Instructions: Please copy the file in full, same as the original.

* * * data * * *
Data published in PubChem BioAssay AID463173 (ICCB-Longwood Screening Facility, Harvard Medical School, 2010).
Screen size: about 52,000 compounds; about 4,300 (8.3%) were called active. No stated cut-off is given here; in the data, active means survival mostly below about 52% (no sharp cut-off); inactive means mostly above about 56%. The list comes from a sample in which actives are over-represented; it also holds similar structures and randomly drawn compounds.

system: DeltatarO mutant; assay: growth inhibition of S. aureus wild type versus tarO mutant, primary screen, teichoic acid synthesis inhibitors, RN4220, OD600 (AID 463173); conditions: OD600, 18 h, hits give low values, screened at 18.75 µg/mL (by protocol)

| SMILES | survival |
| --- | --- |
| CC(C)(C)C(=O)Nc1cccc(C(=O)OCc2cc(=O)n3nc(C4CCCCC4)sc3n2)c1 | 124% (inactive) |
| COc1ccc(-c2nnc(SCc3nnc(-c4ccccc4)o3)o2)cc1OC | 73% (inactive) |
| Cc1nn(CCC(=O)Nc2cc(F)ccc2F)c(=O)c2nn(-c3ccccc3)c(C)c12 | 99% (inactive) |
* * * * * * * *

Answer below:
Data published in PubChem BioAssay AID463173 (ICCB-Longwood Screening Facility, Harvard Medical School, 2010).
Screen size: about 52,000 compounds; about 4,300 (8.3%) were called active. No stated cut-off is given here; in the data, active means survival mostly below about 52% (no sharp cut-off); inactive means mostly above about 56%. The list comes from a sample in which actives are over-represented; it also holds similar structures and randomly drawn compounds.

system: DeltatarO mutant; assay: growth inhibition of S. aureus wild type versus tarO mutant, primary screen, teichoic acid synthesis inhibitors, RN4220, OD600 (AID 463173); conditions: OD600, 18 h, hits give low values, screened at 18.75 µg/mL (by protocol)

| SMILES | survival |
| --- | --- |
| CC(C)(C)C(=O)Nc1cccc(C(=O)OCc2cc(=O)n3nc(C4CCCCC4)sc3n2)c1 | 124% (inactive) |
| COc1ccc(-c2nnc(SCc3nnc(-c4ccccc4)o3)o2)cc1OC | 73% (inactive) |
| Cc1nn(CCC(=O)Nc2cc(F)ccc2F)c(=O)c2nn(-c3ccccc3)c(C)c12 | 99% (inactive) |